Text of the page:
Bill Seeks to Ban Mailing of Live Checks

A bill seeking to prevent direct mailers from using unsolicited loan checks was referred to a House subcommittee last month, but some mailers and industry watchers said the effort will probably not gain any momentum this year.

H.R. 2351, the Unsolicited Loan Check Consumer Protection Act of 1999, calls for the outlawing of these so-called live checks, which are mailed directly to consumers who can then deposit them and use them as instant loans.

Committee on Banking and Financial Services spokeswoman Amy Simmons said that the bill's sponsor, Rep. John LaFalce (D-NY), has received several letters from his constituents complaining about the practice.

“The problem is with people who receive these checks that have no chance of being able to repay the loans,” she said, citing instances in which people have been sent checks for values that far exceed their annual incomes at extraordinarily high interest rates. Some reports cited live-check mailings that carry interest rates as high as 25 percent.

Even those direct marketers who claim to conduct the live-check mailings responsibly said the device is misused in the industry.

“In the broad category out there, there are mass mailings that use large lists of generally unqualified leads,” admitted Jim Schepker, a spokesman for Fleet Financial Group Inc., Boston. “But in our case the individuals have gone through screenings and have outstanding credit histories and are the kind of customers we'd like to serve.”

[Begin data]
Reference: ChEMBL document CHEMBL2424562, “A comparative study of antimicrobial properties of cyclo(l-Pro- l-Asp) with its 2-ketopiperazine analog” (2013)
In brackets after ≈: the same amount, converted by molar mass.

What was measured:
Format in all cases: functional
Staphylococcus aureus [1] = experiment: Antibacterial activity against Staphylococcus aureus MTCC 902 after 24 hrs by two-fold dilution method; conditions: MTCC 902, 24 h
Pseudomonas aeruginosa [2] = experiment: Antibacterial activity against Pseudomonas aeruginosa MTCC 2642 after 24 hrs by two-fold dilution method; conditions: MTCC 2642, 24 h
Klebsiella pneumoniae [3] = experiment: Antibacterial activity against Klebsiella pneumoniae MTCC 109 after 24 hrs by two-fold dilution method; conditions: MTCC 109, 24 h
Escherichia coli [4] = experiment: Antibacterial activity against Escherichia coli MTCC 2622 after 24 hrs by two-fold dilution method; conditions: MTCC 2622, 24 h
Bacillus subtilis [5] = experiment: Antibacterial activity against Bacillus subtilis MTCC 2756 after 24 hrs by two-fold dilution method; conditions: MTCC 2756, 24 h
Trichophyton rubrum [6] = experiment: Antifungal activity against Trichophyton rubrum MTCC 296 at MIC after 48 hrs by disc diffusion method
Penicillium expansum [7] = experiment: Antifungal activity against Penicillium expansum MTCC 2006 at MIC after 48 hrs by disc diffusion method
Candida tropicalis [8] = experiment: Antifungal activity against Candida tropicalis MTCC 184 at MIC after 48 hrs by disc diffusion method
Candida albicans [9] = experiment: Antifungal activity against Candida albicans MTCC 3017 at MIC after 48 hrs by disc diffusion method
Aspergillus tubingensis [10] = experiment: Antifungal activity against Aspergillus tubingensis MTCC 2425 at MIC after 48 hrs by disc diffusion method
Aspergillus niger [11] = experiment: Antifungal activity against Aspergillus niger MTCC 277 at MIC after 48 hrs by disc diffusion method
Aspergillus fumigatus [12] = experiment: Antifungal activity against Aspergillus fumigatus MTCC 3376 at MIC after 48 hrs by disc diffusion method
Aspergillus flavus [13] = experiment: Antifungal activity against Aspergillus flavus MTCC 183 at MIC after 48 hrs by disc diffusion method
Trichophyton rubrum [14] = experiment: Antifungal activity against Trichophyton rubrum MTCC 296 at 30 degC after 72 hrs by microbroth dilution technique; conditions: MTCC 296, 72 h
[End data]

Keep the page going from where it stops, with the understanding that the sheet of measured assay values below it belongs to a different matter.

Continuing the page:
Schepker said Fleet has been conducting live-check mailings since 1996, and sends out two or three such solicitations per year, ranging from drops of several hundred thousand to about 1 million.

The company experiments with different interest-rate offers, ranging from 12.9 percent to 17.9 percent, and issues the checks in four different denominations: $3,000, $5,000, $7,500 and $10,000.

Schepker would not disclose the rate of acceptance of the products, but said “it's been successful enough for us to continue with the program.”

He said that at Fleet the delinquency rate has been less than the delinquency rate for traditional loan products.

“We're very careful practitioners,” he said. “The success of the program, the appeal to consumers, the value to those consumers and the longevity of the program attest to the fact that it's a working product.”

Other companies that reportedly have used live checks as marketing tools include Beneficial Finance and Signet Banking Corp.

Lynne Strang, director of communications for the American Financial Services Association, Washington, DC, said she has not heard about any incidents of abuse of the live checks by any of the 360 active members of the AFSA. The group assembled a list of standards for the use of live checks two years ago, and she said she believes that the member banks are complying with the guidelines.

“There's been no evidence that there's been any increase in problems in this area,” she said. “For consumers who use them, they seem to like the convenience. Like with any product, we encourage people to read the terms and understand what it is, and then make the best decision based on their own personal circumstances.”

Legislators, however, said that some lenders are mailing checks to the poor and the elderly, to whom the idea of an instant loan might be too much temptation or too confusing.

The bill was introduced as an amendment to the Truth in Lending Act. It was referred to the Referred to the Subcommittee on Financial Institutions and Consumer Credit last month.

Richard Barton, senior vice president of government relations at the Direct Marketing Association, said the DMA has not yet taken a position on the bill. New legislation such as this will not likely be considered this year, he added.

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